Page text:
Plaintiff was rear-ended by defendant when he was sitting in traffic on the interstate. Although defendant did not deny that the collision occurred, the parties had vastly different accounts of what happened. Plaintiff alleged that defendant was going around 50 miles per hour when she hit him, that his car was knocked forward 5-6 car lengths (but that he did not hit the vehicles in front of him), and that after the accident defendant had blood going down her leg. Defendant, on the other hand, testified that she was driving between 10 and 15 miles per hour at the time of the collision, that the impact was “minor,” that her airbag did not deploy, and that she did not bleed. Both parties agreed that both vehicles were driven away from the scene.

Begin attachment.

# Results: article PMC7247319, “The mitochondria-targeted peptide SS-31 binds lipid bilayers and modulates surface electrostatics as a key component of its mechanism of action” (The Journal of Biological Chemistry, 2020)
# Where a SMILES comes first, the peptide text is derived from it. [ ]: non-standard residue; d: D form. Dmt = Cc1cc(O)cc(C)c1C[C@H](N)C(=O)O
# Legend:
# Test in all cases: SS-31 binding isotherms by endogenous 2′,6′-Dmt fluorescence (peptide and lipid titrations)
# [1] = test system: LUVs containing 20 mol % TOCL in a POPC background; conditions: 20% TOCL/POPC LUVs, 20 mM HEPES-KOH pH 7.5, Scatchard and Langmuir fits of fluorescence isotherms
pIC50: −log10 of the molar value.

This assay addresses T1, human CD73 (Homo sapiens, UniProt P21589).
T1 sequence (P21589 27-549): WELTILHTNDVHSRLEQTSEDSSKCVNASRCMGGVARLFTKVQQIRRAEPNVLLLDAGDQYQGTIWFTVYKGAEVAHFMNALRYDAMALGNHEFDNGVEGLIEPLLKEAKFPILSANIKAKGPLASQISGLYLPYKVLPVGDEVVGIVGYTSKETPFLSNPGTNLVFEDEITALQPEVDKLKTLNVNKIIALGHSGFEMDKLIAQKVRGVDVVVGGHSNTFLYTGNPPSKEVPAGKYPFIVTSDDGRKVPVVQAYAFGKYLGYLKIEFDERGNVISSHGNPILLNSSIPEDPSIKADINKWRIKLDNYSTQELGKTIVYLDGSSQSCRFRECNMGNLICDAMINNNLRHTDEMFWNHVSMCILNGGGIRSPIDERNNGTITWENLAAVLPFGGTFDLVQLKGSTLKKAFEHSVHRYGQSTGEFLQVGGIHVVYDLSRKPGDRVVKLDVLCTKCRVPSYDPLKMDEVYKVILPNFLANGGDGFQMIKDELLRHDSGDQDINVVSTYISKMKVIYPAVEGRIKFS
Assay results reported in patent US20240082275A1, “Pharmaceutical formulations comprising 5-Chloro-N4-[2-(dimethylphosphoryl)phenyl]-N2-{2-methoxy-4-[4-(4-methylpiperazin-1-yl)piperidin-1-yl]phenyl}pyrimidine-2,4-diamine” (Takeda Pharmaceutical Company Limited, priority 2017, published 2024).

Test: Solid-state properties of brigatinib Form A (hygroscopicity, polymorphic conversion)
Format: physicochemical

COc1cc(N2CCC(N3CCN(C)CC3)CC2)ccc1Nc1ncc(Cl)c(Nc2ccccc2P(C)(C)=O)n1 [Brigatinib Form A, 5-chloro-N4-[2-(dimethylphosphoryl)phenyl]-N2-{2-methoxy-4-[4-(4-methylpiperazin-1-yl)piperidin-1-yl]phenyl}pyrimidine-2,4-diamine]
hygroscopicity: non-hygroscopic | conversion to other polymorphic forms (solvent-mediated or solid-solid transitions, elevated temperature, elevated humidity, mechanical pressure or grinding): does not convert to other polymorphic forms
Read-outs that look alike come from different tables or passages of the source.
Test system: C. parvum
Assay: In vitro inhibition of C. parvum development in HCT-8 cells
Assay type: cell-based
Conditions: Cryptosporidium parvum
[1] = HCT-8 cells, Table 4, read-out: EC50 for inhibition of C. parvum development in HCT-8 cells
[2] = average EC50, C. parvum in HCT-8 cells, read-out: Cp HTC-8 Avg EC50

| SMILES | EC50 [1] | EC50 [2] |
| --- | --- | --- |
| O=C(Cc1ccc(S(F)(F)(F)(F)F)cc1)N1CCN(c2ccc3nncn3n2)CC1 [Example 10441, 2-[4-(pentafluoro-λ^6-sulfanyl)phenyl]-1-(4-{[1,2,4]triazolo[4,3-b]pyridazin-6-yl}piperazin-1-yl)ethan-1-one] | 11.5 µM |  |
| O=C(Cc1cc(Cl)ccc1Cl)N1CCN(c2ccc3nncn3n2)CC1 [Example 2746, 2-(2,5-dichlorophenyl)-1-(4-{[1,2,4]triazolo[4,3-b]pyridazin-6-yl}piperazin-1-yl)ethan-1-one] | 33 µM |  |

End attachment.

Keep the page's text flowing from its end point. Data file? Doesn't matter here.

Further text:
Plaintiff sued for negligence, asserting that “as a result of the accident, [he] began experiencing intractable neck and low back pain that ultimately necessitated” surgery. In support of his claims, plaintiff presented testimony from his surgeon and his chiropractor. Both of these experts testified that plaintiff had “preexisting complaints related to his cervical, thoracic and lumbar spine,” and that his “post-accident complaints were similar to his pre-accident complaints.” The surgeon testified, though, that in his opinion “the accident at issue caused [plaintiff’s] medical condition to worsen to the point that surgery was necessary.”

In Hamilton v. Holderman, No. M2015-02302-COA-R3-CV (Tenn. Ct. App. Oct. 27, 2015), the Tennessee Court of Appeals affirmed a damages award in a conversion case.

In the underlying dispute, plaintiffs had rented a furnished house and barn to defendants, which the defendants argued they had orally agreed to buy. Plaintiffs filed a forcible entry and detainer warrant in general sessions court, and defendants eventually vacated the property. When defendants left, they took “certain furnishings and other personalty owned by [plaintiffs]” with them, and this suit for conversion followed.